November 20, 2008
This lecture presents an overview of the critical reception to Jean Tinguely's Homage to New York (1960). Measuring approximately 27 x 30 feet and made of recycled metal scraps taken from a Newark dump, Homage to New York was a machine rigged to perform for half an hour and ultimately self-destruct in The Museum of Modern Art's Sculpture Garden. Hailed by the press as a "gadget to end all gadgets," Tinguely's work evoked somber and amusing responses. Some critics considered the Homage a critical comment on the threat of nuclear catastrophe while others deemed it pure entertainment. How are we to understand Tinguely's willful performance of destruction today? The lecture also includes discussion of contemporary artists who have taken up the Swiss artist's legacy as a means to register the violence that continues to define our present.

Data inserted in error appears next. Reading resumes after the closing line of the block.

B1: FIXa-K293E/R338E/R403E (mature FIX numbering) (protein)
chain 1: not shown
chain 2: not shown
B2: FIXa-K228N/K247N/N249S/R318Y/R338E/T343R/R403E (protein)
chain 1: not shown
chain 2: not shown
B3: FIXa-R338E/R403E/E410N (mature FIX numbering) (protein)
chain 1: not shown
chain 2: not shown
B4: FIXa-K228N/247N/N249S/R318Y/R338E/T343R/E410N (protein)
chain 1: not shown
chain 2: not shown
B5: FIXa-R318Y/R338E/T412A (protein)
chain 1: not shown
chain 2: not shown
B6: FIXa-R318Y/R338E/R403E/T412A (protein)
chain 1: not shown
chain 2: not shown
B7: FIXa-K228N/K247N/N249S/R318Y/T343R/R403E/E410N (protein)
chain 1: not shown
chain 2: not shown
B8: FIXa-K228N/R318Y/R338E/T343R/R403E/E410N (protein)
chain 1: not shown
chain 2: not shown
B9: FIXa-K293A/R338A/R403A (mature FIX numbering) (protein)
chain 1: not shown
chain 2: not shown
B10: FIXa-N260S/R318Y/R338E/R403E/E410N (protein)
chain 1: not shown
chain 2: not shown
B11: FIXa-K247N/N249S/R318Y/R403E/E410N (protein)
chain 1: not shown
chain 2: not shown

Lecturer Kaira Cabañas (PhD, Princeton University) is a Mellon Postdoctoral Fellow in the Department of Art History and Archaeology at Columbia University.
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